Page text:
TRUMPadelphia: Trump’s tweets, the tax bill, and more

by Aubrey Whelan

To really understand the President’s retweets this morning of three unverified, anti-Muslim videos posted by the U.K. group Britain First, you’ve got to swing over to British Twitter, where they’re more familiar with the far-right fringe group. “Stunt-loving anti-Muslim far-right social media troll group increasingly ignored even in the UK,” the Buzzfeed UK reporter Jim Waterson tweeted. “Trump retweeting them is roughly akin to Theresa May retweeting videos posted by David Duke,” said BBC reporter Anthony Zurcher.

Trump’s venturing into the the racist corners of the Internet for his retweets isn’t exactly new — which isn’t cause to wave them away, Princeton presidential historian Julian Zelizer told me.

“At some point we have to stop saying, ‘Look at what he’s done,’ and say, ‘This is what he does,’” Zelizer said. “These are the kind of tweets he enjoys putting out there. And they’re dangerous. He brings this stuff into the center of power.”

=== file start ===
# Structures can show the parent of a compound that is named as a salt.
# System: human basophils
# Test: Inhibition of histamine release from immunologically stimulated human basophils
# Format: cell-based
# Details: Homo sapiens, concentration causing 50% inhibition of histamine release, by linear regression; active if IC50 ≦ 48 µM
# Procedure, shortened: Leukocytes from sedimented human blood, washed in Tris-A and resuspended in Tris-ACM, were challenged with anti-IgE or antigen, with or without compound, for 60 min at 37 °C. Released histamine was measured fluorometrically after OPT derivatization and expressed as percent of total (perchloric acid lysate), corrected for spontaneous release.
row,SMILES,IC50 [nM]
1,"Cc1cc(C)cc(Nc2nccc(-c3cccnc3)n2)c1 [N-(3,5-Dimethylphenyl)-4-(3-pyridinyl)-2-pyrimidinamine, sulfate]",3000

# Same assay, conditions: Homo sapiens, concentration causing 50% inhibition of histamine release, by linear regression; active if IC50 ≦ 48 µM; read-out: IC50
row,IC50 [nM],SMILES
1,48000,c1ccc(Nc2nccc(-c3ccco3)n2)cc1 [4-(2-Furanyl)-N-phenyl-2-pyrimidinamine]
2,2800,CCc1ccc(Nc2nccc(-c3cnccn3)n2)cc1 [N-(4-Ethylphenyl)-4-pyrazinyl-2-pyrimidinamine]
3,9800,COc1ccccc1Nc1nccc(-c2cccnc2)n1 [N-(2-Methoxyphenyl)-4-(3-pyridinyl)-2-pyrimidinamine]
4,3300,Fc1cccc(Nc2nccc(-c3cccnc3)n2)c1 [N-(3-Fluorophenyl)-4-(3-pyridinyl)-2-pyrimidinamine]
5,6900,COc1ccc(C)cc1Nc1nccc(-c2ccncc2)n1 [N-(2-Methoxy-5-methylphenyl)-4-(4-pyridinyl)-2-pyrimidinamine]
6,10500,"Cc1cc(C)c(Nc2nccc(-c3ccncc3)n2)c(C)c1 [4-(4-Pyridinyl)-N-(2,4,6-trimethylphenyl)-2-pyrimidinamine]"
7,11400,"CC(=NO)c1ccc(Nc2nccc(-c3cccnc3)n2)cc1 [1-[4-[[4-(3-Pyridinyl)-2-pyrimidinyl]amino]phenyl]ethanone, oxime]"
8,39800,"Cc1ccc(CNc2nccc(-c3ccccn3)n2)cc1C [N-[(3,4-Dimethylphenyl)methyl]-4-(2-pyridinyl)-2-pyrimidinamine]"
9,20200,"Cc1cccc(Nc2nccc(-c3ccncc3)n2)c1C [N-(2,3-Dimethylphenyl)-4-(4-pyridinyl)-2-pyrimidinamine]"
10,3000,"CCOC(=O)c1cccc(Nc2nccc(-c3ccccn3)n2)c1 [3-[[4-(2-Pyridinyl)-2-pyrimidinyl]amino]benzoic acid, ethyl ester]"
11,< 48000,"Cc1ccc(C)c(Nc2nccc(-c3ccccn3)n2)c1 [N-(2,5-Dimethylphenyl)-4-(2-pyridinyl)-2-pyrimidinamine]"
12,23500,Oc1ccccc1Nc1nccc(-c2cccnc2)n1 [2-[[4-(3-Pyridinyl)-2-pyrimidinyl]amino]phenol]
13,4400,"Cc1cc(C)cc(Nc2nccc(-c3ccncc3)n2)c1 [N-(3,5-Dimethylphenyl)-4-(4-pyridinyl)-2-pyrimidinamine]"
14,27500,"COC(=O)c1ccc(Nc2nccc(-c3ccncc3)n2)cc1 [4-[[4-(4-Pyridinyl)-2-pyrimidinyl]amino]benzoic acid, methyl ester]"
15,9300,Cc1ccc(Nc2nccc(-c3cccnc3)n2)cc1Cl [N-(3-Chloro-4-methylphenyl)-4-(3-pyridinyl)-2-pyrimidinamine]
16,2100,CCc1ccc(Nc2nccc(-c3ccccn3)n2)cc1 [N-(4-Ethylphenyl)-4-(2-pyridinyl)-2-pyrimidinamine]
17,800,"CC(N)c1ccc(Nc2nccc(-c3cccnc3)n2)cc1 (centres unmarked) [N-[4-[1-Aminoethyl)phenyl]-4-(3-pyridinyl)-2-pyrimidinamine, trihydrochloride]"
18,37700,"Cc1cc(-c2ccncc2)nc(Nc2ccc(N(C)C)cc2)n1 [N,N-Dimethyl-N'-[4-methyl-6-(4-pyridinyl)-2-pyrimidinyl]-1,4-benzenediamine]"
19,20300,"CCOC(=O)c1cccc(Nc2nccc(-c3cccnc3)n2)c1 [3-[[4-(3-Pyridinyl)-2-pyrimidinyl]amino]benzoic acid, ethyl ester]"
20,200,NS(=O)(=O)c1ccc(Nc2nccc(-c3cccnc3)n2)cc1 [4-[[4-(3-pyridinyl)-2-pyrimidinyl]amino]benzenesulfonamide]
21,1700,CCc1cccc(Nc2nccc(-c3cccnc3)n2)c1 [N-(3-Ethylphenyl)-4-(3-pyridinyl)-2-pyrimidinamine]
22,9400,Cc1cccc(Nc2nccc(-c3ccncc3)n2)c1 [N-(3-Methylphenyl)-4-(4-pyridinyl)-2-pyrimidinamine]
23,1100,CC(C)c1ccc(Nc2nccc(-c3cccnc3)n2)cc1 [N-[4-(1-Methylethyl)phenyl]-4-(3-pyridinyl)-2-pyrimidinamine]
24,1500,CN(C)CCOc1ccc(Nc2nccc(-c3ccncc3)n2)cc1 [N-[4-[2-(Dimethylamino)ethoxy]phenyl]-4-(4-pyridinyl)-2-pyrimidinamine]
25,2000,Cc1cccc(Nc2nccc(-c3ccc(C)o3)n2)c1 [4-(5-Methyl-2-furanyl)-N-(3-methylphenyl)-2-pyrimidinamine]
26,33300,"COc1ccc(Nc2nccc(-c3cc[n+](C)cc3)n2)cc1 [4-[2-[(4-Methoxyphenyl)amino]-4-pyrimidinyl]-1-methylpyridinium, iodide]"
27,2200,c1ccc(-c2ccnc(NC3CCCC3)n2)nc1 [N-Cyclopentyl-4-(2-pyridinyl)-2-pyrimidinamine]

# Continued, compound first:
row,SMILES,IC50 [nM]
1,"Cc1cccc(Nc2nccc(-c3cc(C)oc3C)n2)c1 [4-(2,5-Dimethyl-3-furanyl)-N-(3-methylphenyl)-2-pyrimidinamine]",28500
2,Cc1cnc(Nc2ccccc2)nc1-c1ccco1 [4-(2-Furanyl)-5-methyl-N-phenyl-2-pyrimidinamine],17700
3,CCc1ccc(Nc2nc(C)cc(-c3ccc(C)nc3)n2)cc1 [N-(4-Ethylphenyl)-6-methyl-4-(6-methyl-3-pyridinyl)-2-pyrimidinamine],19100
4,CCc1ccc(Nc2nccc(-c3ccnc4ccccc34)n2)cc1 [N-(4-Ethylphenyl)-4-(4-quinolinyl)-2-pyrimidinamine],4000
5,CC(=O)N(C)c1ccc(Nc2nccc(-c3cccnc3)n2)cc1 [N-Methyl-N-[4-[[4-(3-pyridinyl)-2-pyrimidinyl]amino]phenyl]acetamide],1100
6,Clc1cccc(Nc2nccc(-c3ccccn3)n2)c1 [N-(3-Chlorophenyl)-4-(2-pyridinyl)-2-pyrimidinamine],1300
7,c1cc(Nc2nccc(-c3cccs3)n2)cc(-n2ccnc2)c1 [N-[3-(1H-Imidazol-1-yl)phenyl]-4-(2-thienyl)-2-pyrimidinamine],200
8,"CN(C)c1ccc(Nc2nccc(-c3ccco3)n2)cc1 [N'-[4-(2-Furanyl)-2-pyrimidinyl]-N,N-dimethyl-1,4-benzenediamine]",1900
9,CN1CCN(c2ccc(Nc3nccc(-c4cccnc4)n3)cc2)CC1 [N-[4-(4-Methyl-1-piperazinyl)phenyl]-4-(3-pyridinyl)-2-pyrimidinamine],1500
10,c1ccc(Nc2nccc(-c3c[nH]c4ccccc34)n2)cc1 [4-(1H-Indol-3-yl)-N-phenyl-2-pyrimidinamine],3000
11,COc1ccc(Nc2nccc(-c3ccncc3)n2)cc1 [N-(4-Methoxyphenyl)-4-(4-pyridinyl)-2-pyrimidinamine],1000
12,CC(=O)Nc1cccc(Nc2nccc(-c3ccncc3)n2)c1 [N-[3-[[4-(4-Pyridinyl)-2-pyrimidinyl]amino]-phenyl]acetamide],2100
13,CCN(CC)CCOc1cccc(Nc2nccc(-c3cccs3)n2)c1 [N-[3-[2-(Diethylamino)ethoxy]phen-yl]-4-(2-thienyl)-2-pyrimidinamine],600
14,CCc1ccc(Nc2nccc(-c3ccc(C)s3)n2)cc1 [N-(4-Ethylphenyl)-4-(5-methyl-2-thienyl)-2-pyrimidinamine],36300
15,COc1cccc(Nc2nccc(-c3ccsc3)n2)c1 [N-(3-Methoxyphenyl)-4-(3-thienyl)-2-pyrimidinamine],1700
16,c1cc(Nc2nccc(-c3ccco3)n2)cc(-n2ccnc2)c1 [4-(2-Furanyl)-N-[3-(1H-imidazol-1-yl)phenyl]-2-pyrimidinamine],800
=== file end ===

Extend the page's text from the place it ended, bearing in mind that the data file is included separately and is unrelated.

“The closest we’ve seen in contemporary history to anything like this was George Wallace, who ran for president in 1968 and famously used this kind of rhetoric,” Zelizer said. “But he was a third party candidate. And he didn’t win.” Trump’s public rhetoric on race, religion and immigration, he said, is almost better suited to presidents of the 19th and early 20th centuries — and amplified through social media.

“These [tweets] fall squarely within that historical record of shame,” said Jacob Bender, the director of the Philly chapter of the Council of American-Islamic Relations (CAIR).

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